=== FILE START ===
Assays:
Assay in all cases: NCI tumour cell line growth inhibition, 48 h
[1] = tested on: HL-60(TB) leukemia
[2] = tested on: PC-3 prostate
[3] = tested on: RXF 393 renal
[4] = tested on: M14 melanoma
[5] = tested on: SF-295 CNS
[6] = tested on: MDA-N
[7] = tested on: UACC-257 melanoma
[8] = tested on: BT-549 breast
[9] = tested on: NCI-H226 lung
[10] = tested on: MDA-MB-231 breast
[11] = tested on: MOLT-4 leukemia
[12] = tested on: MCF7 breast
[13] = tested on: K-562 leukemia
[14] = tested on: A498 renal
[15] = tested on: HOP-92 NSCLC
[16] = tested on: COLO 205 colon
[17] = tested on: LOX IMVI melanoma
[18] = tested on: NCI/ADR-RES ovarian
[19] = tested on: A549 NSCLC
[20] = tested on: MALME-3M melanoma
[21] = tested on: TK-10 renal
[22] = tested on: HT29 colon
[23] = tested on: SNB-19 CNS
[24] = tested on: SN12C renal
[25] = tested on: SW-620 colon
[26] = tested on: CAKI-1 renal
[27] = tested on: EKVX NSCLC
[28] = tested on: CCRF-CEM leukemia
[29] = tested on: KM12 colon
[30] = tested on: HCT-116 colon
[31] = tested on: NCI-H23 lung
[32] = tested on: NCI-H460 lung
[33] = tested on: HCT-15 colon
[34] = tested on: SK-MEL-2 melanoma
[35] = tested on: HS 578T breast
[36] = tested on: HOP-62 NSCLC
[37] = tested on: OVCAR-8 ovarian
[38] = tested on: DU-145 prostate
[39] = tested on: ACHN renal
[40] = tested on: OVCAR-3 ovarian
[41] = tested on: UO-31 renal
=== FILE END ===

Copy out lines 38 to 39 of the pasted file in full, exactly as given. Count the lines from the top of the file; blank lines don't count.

[36] = tested on: HOP-62 NSCLC
[37] = tested on: OVCAR-8 ovarian